Stable Transfer of Genes into Mammalian Cells

Robert E. Kingston1

1 Massachusetts General Hospital and Harvard Medical School, Boston, Massachusetts
Publication Name:  Current Protocols in Immunology
Unit Number:  Unit 10.17A
DOI:  10.1002/0471142735.im1017as12
Online Posting Date:  May, 2001
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Abstract

Analysis of gene function frequently requires the formation of mammalian cell lines that contain the studied gene in a stably integrated form. Approximately one in 104 cells in a transfection will stably integrate DNA, so a dominant selectable marker is used to permit isolation of stable transfectants. Appropriate selection conditions for the parental cell line are first determined, and the gene to be studied is then transfected into that cell line with a gene that expresses a selectable marker. The cells are allowed to grow under selection for approximately 10 doublings before individual colonies are picked and expanded into cell lines. This unit includes conditions for six markers commonly used for selection of mammalian cells. An alternative, specialized procedure for transferring immunoglobulin chains into lymphoid cells is presented in Unit .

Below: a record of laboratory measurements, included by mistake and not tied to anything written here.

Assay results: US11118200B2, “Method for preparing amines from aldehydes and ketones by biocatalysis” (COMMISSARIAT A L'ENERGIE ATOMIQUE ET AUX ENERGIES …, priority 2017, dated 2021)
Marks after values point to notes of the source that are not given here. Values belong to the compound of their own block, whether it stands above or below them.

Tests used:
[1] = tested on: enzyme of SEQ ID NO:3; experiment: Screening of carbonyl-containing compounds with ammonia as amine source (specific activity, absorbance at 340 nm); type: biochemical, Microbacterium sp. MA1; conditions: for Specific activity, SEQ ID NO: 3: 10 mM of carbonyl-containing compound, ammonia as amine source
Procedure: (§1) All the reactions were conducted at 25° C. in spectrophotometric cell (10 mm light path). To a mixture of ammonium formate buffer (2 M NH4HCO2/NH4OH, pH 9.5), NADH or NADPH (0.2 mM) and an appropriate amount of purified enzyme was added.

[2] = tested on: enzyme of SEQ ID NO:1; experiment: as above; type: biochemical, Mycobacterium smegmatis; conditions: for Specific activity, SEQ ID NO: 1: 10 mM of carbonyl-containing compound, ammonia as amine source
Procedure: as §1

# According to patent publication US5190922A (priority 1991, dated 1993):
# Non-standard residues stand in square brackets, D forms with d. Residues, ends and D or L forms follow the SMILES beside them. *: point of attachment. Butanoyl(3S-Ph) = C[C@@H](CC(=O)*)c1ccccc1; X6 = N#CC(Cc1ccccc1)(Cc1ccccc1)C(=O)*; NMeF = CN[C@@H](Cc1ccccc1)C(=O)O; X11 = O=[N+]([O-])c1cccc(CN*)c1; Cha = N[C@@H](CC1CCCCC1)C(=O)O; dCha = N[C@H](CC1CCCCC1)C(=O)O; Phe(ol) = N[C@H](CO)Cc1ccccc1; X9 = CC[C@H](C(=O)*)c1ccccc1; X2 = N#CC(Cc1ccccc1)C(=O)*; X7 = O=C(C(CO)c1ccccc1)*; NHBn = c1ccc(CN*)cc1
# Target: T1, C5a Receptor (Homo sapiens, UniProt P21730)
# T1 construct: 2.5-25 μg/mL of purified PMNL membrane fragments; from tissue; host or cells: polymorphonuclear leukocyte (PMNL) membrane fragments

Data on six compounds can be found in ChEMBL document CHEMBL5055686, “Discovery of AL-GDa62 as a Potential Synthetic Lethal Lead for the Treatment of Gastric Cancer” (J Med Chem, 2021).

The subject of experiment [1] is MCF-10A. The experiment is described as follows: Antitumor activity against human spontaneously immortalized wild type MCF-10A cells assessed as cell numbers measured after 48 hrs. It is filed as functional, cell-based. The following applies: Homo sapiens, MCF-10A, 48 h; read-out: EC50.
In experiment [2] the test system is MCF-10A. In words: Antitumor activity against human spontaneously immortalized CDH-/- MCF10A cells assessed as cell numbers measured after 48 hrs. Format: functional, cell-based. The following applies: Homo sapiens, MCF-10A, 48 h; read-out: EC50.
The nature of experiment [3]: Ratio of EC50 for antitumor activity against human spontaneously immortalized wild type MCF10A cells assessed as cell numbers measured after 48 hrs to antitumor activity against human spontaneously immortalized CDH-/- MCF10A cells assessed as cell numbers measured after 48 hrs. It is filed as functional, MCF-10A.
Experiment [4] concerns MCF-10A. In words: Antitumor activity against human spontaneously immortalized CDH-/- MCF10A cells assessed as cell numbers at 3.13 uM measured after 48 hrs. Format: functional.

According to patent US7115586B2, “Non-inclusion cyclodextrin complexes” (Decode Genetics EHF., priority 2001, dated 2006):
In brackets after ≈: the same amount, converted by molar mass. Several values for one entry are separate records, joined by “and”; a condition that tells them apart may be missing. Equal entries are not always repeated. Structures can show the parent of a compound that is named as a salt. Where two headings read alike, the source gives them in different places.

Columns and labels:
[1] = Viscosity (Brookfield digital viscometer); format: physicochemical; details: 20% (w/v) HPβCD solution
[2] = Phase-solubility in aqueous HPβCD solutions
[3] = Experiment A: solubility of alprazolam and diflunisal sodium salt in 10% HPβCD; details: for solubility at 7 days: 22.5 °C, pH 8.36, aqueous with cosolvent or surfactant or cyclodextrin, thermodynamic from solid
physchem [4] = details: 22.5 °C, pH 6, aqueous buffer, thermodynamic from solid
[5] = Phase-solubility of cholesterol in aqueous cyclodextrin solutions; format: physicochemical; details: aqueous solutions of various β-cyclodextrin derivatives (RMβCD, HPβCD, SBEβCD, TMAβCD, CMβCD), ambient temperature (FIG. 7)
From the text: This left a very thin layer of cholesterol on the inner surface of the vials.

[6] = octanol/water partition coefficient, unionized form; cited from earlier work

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Table of Contents

  • Selectable Markers and Selective Medium for Mammalian Cells
  • Commentary
  • Literature Cited
     
 
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Materials

Basic Protocol 1:

  Materials
  • Exponentially growing eukaryotic cells
  • Complete medium (appropriate for cell line)
  • Selective medium (see )
  • Plasmid DNA (CsCl purified; units 10.3 & 10.13)
  • 10‐cm tissue culture dishes
  • Cloning cylinders
  • Additional reagents and equipment for transfection (units 10.13, 10.15 & 10.16)
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Figures

Videos

Literature Cited

Literature Cited
   Perucho, M., Hanahan, D., and Wigler, M. 1980. Genetic and physical linkage of exogenous sequences in transformed cells. Cell 22:309‐317.
   Robins, D.M., Ripley, S., Henderson, A.S., and Axel, R. 1981. Transforming DNA integrates into the host chromosome. Cell 23:29‐39.
   Wigler, M., Silverstein, S., Lee, L‐S., Pellicer, A., Cheng, Y‐C., and Axel, R. 1977. Transfer of purified herpes virus thymidine kinase gene to cultured mouse cells. Cell 11:223‐232.
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